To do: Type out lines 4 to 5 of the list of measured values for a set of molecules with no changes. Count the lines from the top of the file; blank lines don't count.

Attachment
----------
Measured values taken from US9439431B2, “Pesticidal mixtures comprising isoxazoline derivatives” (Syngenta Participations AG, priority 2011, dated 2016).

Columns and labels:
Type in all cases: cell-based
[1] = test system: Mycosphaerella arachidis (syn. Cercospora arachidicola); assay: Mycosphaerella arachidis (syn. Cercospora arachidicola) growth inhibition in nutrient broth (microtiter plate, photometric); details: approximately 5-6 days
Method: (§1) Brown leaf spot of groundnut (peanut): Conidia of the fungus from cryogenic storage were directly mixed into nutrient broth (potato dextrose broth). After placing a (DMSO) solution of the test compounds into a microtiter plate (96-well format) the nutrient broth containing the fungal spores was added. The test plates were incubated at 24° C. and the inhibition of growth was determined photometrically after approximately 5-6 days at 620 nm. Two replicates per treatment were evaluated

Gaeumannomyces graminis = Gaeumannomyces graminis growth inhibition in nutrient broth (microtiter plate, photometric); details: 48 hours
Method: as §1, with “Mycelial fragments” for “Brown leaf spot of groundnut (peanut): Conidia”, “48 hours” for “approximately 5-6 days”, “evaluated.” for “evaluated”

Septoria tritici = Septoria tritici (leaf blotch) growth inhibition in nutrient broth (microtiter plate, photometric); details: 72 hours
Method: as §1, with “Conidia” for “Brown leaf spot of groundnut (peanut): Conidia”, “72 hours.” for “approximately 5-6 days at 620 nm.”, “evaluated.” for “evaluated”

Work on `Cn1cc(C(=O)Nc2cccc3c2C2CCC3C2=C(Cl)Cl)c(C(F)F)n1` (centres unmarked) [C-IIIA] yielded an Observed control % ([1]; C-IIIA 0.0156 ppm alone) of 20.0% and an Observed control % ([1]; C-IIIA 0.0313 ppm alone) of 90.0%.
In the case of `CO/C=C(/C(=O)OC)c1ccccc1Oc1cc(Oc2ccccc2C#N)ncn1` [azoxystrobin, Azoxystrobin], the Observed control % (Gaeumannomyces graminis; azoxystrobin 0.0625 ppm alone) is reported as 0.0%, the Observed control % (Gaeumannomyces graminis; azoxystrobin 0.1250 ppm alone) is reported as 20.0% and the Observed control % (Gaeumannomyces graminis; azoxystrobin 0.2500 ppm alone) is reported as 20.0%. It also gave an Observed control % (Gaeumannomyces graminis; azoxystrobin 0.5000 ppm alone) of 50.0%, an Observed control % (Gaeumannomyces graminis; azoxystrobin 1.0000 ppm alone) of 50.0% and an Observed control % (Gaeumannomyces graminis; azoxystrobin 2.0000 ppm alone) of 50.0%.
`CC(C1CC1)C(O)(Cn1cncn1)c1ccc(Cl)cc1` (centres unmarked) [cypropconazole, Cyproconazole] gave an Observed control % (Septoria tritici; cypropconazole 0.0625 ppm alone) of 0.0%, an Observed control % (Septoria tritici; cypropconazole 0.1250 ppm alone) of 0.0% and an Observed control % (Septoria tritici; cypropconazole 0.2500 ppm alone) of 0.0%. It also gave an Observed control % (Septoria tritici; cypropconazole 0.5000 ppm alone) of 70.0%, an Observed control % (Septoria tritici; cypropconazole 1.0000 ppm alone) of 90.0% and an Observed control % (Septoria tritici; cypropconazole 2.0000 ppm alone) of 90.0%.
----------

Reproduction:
[1] = test system: Mycosphaerella arachidis (syn. Cercospora arachidicola); assay: Mycosphaerella arachidis (syn. Cercospora arachidicola) growth inhibition in nutrient broth (microtiter plate, photometric); details: approximately 5-6 days
Method: (§1) Brown leaf spot of groundnut (peanut): Conidia of the fungus from cryogenic storage were directly mixed into nutrient broth (potato dextrose broth). After placing a (DMSO) solution of the test compounds into a microtiter plate (96-well format) the nutrient broth containing the fungal spores was added. The test plates were incubated at 24° C. and the inhibition of growth was determined photometrically after approximately 5-6 days at 620 nm. Two replicates per treatment were evaluated